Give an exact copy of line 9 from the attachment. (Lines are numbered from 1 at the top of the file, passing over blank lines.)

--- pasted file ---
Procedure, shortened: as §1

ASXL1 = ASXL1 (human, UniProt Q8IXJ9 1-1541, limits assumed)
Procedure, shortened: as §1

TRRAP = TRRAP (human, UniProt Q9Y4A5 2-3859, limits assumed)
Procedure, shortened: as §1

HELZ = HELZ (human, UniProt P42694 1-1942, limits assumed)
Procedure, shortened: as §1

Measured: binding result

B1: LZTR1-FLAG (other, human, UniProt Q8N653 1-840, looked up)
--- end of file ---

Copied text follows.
B1: LZTR1-FLAG (other, human, UniProt Q8N653 1-840, looked up)